To mitigate the potential or perceived issue of investigator competence and prevent fraudulent conduct in clinical trials, the FDA highlighted the need for international, multi-regional clinical trials (MRCTs) with “investigators who have gained experience in regulatory submissions to the FDA.” Further, MRCTs can enable regulators to “look at sites in different countries and take a look at differences . . . in adverse event reporting, in efficacy, and compare them and to see if there is any outlier.”
(3) Diversity. Both FDA officials and the committee members emphasized the need for trial subject diversity. Dr. Pazdur, responding to his comments at the 2019 AACR when recently questioned, stressed that “[t]he world has changed since those comments were made,” adding that the agency has to address ethnic and racial diversity concerns in clinical trials. The agency highlighted some known differences between the U.S. population with non-squamous NSCLC and the patient population enrolled in ORIENT-11, pointing out that ORIENT-11 enrolled only Chinese patients, while the U.S. racial/ethnic breakdown is 79% white, 15% Black, and 6% Asian. The FDA acknowledged that the majority of the studies approved by the agency do not reflect racial representation of the U.S. population. However, Dr. Pazdur avowed the agency’s commitment to “address ethnic and racial diversity,” adding that the agency cannot be deaf to the outcry even though it will require a major shift throughout the FDA.
(4) Human Subject Protections. Another area of focus by both the FDA and during the ODAC meeting was the troubling consent process. Seven months after ORIENT-11 was activated, pembrolizumab was approved by the Chinese regulatory agency as a first-line therapy for NSCLC. However, the consent form was not updated to reflect the change, a severe deviation from good clinical practice (GCP) requiring that patients be informed of any new and available treatment options for their conditions. The sponsor explained that, although the written consent form was not revised, all patients were informed by their treating physicians that another treatment option was available. Further, the sponsor pointed out that pembrolizumab was never a real option for ORIENT-11 patients due to its low availability and prohibitive cost.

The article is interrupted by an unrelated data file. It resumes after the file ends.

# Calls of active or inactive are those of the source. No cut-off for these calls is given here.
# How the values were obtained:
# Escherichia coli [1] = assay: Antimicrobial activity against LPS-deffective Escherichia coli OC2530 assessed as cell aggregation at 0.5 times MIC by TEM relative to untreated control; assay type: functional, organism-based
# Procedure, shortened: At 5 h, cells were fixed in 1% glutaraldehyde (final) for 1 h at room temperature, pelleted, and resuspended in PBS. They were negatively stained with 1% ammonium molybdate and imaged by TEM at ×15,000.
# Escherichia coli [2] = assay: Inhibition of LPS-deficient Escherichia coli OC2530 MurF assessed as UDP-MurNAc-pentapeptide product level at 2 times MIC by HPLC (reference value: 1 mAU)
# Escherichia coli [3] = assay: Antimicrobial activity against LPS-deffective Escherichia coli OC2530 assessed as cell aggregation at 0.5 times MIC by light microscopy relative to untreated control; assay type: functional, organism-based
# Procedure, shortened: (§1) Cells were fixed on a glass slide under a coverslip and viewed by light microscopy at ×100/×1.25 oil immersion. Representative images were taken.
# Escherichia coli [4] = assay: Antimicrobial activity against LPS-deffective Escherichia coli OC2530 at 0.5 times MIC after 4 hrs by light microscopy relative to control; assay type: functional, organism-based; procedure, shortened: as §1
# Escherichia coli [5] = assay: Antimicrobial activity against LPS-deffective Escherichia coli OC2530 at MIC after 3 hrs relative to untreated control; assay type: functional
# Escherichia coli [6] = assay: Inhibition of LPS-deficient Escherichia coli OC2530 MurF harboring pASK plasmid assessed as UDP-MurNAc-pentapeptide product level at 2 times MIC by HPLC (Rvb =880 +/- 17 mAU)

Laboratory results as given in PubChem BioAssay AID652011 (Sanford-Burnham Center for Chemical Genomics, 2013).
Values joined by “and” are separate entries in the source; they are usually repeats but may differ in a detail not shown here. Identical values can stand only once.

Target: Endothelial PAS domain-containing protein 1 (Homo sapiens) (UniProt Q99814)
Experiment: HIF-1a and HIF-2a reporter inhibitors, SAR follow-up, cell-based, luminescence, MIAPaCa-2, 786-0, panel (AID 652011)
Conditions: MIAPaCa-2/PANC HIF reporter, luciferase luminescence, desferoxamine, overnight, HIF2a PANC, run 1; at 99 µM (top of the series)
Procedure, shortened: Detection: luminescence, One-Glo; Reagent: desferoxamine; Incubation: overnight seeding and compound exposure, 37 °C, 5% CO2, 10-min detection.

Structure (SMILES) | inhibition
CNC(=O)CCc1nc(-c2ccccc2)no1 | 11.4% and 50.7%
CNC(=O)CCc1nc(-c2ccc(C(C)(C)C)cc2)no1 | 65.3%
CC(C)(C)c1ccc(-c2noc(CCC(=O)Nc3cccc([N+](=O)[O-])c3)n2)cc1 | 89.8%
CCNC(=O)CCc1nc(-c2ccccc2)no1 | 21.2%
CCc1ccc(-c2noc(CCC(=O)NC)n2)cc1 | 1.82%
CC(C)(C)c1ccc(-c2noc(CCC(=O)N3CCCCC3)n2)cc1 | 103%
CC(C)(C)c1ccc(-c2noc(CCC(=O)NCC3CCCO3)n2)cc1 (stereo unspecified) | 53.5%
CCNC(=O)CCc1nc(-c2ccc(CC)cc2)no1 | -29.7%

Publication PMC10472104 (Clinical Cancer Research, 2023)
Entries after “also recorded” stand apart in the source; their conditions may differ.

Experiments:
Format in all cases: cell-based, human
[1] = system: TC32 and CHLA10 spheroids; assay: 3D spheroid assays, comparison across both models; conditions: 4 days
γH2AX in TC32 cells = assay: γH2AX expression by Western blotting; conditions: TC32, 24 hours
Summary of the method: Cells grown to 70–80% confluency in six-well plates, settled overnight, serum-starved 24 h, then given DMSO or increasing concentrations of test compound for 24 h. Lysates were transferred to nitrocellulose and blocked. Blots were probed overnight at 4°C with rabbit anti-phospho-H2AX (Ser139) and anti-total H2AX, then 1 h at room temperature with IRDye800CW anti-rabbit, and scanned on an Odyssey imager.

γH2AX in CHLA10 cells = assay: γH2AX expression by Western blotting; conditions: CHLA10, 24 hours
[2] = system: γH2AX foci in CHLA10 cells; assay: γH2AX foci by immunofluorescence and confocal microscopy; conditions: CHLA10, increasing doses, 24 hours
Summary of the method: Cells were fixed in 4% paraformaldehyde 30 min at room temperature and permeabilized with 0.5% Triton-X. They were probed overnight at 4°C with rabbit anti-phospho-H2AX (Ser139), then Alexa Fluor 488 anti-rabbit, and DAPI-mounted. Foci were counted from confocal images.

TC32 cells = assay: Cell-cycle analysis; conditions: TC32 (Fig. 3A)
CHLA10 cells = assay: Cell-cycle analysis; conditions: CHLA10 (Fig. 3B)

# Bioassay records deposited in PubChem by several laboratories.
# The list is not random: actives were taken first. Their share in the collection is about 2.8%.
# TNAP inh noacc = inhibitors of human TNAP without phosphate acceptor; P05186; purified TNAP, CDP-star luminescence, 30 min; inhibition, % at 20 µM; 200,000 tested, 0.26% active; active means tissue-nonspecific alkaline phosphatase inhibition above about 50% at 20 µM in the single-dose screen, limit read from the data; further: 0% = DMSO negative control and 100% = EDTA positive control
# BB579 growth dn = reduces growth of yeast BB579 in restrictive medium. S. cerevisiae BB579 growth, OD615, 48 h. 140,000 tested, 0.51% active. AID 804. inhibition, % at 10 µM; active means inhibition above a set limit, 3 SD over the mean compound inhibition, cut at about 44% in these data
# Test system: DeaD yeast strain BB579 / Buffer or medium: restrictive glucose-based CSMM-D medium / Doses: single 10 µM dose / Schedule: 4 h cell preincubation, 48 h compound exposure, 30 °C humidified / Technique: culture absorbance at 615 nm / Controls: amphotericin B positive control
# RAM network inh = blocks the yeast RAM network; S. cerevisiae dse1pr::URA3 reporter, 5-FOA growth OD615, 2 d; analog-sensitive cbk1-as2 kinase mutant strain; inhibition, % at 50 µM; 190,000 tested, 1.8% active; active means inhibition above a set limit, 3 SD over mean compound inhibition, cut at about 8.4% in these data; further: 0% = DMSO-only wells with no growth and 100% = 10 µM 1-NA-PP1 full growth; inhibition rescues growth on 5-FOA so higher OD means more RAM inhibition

Informed consent is at the heart of modern clinical trials. Neither the agency nor the committee found the sponsor’s rationale reasonable. As pointed out by Dr. Ravi Madan, clinical director for the Genitourinary Malignancies branch at the National Cancer Institute, “while data integrity is of utmost importance in clinical research, moral integrity is of greater importance,” and regulatory agencies need to ensure in large studies like ORIENT-11 that “patients have the appropriate informed consent that is updated as needed over time.”
The fate of sintilimab might be jeopardized, but its review process can provide insightful messages to future sponsors who plan to use foreign data when seeking FDA approval. The loud and clear message for sponsors is to engage with the FDA early and formally if the product is intended to be marketed in the United States. Informal communication can be a great way to learn the current thinking of the agency; however, it is critically important to follow up with a formal meeting to receive formal regulatory advice. Second, the FDA clearly favors MRCTs as a way to promote diversity and data integrity. It could be very beneficial to engage with study sites that have a known reputation with the FDA, such as prior involvement in FDA regulated clinical studies. Last, but not least, all clinical studies need to be conducted ethically, with informed consent as the cornerstone of all research ethics. Sponsors need to put in the utmost effort to ensure that patients are fully informed throughout the study.